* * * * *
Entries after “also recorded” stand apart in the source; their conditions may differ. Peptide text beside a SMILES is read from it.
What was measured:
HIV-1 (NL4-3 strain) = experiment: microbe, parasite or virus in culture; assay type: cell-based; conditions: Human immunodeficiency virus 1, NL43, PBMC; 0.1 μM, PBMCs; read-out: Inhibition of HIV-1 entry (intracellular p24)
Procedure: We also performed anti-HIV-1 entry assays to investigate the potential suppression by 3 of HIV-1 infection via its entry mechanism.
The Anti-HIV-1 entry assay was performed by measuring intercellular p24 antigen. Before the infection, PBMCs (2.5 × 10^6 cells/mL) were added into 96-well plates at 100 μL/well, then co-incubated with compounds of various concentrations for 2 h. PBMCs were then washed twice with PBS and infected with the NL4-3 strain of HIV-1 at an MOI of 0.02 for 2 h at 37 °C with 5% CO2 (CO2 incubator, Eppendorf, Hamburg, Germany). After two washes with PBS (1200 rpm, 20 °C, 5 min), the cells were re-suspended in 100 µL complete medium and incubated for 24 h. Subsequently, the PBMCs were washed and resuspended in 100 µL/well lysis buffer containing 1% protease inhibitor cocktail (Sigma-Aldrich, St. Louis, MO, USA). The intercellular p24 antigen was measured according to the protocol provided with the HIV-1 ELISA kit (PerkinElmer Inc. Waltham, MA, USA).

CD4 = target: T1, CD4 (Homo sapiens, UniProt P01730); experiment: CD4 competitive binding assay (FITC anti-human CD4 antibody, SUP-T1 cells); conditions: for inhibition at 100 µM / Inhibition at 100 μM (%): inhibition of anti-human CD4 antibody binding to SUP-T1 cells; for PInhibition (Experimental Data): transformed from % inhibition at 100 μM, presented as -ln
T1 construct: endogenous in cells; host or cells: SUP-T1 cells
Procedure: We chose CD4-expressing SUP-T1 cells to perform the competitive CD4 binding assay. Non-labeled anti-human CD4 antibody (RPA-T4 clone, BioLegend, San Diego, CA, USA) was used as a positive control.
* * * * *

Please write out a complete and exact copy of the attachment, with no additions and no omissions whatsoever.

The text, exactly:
Entries after “also recorded” stand apart in the source; their conditions may differ. Peptide text beside a SMILES is read from it.
What was measured:
HIV-1 (NL4-3 strain) = experiment: microbe, parasite or virus in culture; assay type: cell-based; conditions: Human immunodeficiency virus 1, NL43, PBMC; 0.1 μM, PBMCs; read-out: Inhibition of HIV-1 entry (intracellular p24)
Procedure: We also performed anti-HIV-1 entry assays to investigate the potential suppression by 3 of HIV-1 infection via its entry mechanism.
The Anti-HIV-1 entry assay was performed by measuring intercellular p24 antigen. Before the infection, PBMCs (2.5 × 10^6 cells/mL) were added into 96-well plates at 100 μL/well, then co-incubated with compounds of various concentrations for 2 h. PBMCs were then washed twice with PBS and infected with the NL4-3 strain of HIV-1 at an MOI of 0.02 for 2 h at 37 °C with 5% CO2 (CO2 incubator, Eppendorf, Hamburg, Germany). After two washes with PBS (1200 rpm, 20 °C, 5 min), the cells were re-suspended in 100 µL complete medium and incubated for 24 h. Subsequently, the PBMCs were washed and resuspended in 100 µL/well lysis buffer containing 1% protease inhibitor cocktail (Sigma-Aldrich, St. Louis, MO, USA). The intercellular p24 antigen was measured according to the protocol provided with the HIV-1 ELISA kit (PerkinElmer Inc. Waltham, MA, USA).

CD4 = target: T1, CD4 (Homo sapiens, UniProt P01730); experiment: CD4 competitive binding assay (FITC anti-human CD4 antibody, SUP-T1 cells); conditions: for inhibition at 100 µM / Inhibition at 100 μM (%): inhibition of anti-human CD4 antibody binding to SUP-T1 cells; for PInhibition (Experimental Data): transformed from % inhibition at 100 μM, presented as -ln
T1 construct: endogenous in cells; host or cells: SUP-T1 cells
Procedure: We chose CD4-expressing SUP-T1 cells to perform the competitive CD4 binding assay. Non-labeled anti-human CD4 antibody (RPA-T4 clone, BioLegend, San Diego, CA, USA) was used as a positive control.